Moe Zulfiqar writes: As central banks around the world have taken money printing and easy monetary policy, such as low interest rates, as their key tools to boost economic growth, there are concerns among investors about what happens once they actually stop and bring their monetary policy back towards normalization—raising interest rates and no longer printing money like they are doing now.
For example, the Federal Reserve is printing $85.0 billion a month, and its balance sheet has already ballooned more than $3.0 trillion after the financial crisis brought the U.S. financial system to near collapse. On top of all this, the Fed is also keeping interest rates near zero. Similarly, the Bank of Japan is taking the same measures and plans to increase its money supply extensively.
Looking at all this; there is a notion among investors that the stock markets are currently going higher because the central banks are printing money—not because of real reasons, such as earnings growth. When the economy is flooded with money, it usually has to find a home; the money is flowing into the stock market. Once they start normalizing their monetary policy, the stock market may come crashing down.
This opens the floor to debate; does money supply actually dictate the direction of the stock market? Please look at the chart below:
Chart courtesy of www.StockCharts.com
The chart above consists of the U.S. M2 money supply and the S&P 500.
Before going into further details, readers should know that the M2 money supply is a broad measure of money in an economy. In addition to currency in circulation (coins and notes), M2 also includes the amount of money in savings accounts and other related accounts. This measure of money is used by economists to get a more precise idea of the money supply in a country.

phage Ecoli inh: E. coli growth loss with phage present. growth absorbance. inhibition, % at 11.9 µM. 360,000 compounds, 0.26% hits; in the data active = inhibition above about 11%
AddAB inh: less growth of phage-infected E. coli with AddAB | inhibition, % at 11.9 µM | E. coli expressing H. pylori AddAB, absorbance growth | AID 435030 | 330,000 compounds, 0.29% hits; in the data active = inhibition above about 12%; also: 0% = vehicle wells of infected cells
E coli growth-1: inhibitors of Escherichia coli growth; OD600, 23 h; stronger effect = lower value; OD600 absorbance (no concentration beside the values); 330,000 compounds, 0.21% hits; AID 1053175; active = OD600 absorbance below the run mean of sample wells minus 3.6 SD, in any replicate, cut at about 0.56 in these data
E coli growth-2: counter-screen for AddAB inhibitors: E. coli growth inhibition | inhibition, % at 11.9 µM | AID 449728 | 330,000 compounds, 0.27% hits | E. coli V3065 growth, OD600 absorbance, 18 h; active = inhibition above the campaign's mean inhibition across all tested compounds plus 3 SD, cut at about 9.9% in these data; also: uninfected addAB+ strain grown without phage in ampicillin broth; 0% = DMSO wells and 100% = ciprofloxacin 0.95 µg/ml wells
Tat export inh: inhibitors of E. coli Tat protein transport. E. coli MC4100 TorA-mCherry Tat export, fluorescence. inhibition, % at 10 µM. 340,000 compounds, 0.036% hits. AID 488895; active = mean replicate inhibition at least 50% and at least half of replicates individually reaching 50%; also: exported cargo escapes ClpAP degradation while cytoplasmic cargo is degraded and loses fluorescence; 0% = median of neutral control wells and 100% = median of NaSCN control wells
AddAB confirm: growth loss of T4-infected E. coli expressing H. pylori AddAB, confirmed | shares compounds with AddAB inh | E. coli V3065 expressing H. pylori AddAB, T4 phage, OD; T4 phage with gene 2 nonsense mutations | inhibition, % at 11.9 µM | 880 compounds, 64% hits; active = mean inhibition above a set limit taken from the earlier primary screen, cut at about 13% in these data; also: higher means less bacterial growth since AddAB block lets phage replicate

Go back to the chart above; looking at the overall picture, it indicates that as the money supply has increased (red line), the stock market/S&P 500 (green line) has followed the same direction. Just by observing this phenomenon, is this enough reason to believe the stock market will head lower once the central banks stop printing money and raise interest rates?
After paying close attention, you will notice that from the beginning of 1984 to 2000, the M2 and the S&P 500 moved in a similar direction. They both trended higher, but after 2000, things changed; as the money supply continued to increase, the S&P 500 didn’t trend higher, contrary to what investors believe. It traded sideways instead.
Saying rigorous printing and low interest rates were the only cause of the rise in the stock market may be faulty, but this by no means suggests that they didn’t have any implications on the stock market at all. Consider this: if the money printing continues, the value of the currency declines, causing the asset prices to rise.
There are many factors that affect the stock market other than just money supply. Looking at the performance of the S&P 500; the main reason for the rise in the stock market may be because economic conditions are much better than they were during the financial crisis: the unemployment rate is much lower, Americans are spending, and the financial system is in much better shape than before.
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